The Titans had a second 5th round selection, #169 overall, granted to them as a compensatory selection. They used that on a hometown guy, University of Tennessee DT Jesse Mahelona, continuing the Hawai’i connection established by Joe Sala’vea, Jason Gesser, and Travis LaBoy. I was surprised to see them choose a DT with this pick, with Albert Haynesworth, Randy Starks, Rien Long, Jared Clauss, and Marcus White at the position. DE seemed to me the bigger area of need, as I’ll detail in the positional breakdown.
The Titans had another pick just 3 slots later, 6th round/#172 overall, which they used on Wisconsin WR Jonathan Orr. I found this to be another curious selection, as WR doesn’t seem to be an area of particular need. Orr also didn’t impress me at Wisconsin. Sure, he has talent, but inconsistency was a major problem with him. Another pick I don’t like. With either this selection or the Mahelona pick, I would have liked to see the Titans select Colorado FB Lawrence Vickers to potentially replace the disappointing Troy Fleming. The top CB or DE on the board would have been another good selection in my book.
The Titans did take another DB, albeit another safety, with their first pick in the 7th round, #215 overall, Cortland Freeman out of Samford. I have nothing particularly interesting (even to me!) to say about him, or about the Titans’ two compensatory selections, ##245 and 246, both Utah Utes, OLB Spencer Toone and RB/FB Quinton Ganther. Ganther is maybe supposed to be the competition for Troy Fleming I wanted, while Toone might be a run-blocking linebacker who can’t cover particularly well. Good thing they hadn’t already drafted one of those about 3 rounds earlier.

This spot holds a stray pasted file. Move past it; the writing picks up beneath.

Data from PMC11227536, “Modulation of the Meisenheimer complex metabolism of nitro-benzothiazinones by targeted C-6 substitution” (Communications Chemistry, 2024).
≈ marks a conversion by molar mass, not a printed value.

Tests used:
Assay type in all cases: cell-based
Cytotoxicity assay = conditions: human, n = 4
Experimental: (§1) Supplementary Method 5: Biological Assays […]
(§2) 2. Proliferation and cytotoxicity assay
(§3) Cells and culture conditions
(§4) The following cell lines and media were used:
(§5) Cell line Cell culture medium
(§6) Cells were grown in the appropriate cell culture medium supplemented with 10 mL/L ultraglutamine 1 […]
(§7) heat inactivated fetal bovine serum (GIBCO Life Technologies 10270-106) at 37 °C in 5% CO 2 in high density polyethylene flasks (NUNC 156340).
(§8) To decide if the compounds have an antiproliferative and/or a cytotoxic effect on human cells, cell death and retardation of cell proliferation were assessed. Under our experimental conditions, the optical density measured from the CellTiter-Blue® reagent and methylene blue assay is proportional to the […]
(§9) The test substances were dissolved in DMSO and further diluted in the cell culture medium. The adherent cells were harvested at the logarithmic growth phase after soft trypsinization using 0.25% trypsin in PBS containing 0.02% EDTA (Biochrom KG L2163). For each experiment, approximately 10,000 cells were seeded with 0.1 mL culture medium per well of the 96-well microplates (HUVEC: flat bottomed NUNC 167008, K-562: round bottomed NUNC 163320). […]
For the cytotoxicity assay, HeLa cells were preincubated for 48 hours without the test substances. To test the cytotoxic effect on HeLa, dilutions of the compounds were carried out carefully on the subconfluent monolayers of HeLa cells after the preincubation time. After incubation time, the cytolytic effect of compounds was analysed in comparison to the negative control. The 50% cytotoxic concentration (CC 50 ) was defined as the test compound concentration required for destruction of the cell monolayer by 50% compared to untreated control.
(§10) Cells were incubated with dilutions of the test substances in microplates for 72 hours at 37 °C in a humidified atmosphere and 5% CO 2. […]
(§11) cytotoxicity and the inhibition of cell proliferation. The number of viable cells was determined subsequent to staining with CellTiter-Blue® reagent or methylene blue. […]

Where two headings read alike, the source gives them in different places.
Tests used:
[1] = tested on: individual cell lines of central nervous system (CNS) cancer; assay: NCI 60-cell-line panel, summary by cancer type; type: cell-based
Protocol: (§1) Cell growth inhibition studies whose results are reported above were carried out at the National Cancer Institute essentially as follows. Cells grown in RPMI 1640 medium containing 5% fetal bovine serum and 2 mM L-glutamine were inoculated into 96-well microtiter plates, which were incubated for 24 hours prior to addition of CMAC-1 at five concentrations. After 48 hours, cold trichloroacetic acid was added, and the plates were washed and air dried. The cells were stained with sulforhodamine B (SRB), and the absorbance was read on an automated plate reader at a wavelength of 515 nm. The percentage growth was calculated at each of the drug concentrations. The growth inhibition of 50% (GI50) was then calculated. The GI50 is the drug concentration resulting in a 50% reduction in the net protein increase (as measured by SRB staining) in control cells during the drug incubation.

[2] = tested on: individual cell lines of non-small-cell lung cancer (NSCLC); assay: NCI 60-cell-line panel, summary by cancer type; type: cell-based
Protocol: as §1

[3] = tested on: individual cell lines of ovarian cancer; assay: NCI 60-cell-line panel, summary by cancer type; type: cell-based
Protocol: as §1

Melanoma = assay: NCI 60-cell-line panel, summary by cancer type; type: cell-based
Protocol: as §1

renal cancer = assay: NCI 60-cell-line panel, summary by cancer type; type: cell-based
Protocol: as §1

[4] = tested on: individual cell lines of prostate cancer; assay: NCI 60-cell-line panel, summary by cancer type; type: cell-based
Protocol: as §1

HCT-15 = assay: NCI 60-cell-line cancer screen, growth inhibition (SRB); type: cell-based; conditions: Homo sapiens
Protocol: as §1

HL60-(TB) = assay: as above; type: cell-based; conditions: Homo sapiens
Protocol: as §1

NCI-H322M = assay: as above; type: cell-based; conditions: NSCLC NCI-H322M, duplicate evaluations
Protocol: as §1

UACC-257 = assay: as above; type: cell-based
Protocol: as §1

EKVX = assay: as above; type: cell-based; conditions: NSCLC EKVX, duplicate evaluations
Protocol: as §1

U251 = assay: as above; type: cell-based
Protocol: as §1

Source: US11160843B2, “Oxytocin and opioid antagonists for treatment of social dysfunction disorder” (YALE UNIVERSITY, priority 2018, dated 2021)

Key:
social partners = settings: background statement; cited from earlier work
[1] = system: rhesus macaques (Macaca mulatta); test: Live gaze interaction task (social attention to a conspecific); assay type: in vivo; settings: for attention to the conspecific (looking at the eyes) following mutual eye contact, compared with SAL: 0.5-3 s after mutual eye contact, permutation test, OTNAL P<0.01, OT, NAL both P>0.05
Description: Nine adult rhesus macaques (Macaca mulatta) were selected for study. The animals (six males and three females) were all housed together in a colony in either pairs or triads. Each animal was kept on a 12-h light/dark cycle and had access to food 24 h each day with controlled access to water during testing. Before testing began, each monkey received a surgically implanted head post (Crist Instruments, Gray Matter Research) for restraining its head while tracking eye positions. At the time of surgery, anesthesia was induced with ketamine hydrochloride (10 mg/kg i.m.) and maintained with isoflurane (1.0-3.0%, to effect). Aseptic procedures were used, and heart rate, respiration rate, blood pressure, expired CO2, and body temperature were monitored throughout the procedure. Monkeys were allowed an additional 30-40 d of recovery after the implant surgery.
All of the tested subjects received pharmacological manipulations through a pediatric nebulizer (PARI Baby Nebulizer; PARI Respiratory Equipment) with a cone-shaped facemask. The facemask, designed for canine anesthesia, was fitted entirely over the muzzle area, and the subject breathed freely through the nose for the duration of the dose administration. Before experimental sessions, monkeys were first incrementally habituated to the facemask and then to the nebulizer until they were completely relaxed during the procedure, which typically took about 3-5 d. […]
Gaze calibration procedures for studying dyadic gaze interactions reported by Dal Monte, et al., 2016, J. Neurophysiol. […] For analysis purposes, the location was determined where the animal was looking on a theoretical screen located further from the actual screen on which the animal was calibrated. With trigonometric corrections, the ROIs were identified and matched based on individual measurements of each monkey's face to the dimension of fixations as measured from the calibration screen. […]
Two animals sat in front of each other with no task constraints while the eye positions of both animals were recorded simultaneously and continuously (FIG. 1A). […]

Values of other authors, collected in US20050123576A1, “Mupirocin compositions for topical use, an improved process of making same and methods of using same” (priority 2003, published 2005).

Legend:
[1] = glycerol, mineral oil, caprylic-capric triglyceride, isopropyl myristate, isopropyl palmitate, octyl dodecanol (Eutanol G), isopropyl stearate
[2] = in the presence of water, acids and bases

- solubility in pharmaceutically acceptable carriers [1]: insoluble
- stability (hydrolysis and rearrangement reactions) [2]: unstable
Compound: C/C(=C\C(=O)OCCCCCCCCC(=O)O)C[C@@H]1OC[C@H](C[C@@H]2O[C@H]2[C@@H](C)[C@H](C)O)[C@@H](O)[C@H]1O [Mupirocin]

Overall, I’d say I have mixed feelings about this draft. There were some picks I liked, Nande and Young in particular, and some I thought were curious, like Mahelona and Tulloch. This could end up being a very good draft, if Young and White both work out, the picks I like do well, and the other guys’ limitations aren’t as bad as I think they are. On the other hand, Young could never grasp the intricacies of an NFL offense, White could eat his way out of the NFL job he’d have when he isn’t suspended, Lowry’s never more than a bit player, and I could go on with predictions of doom. Ask me again in 3 or 5 years.
Hmm… I ended up writing more about the draft than I’d planned on, so I guess the roster breakdown will have to wait for another day.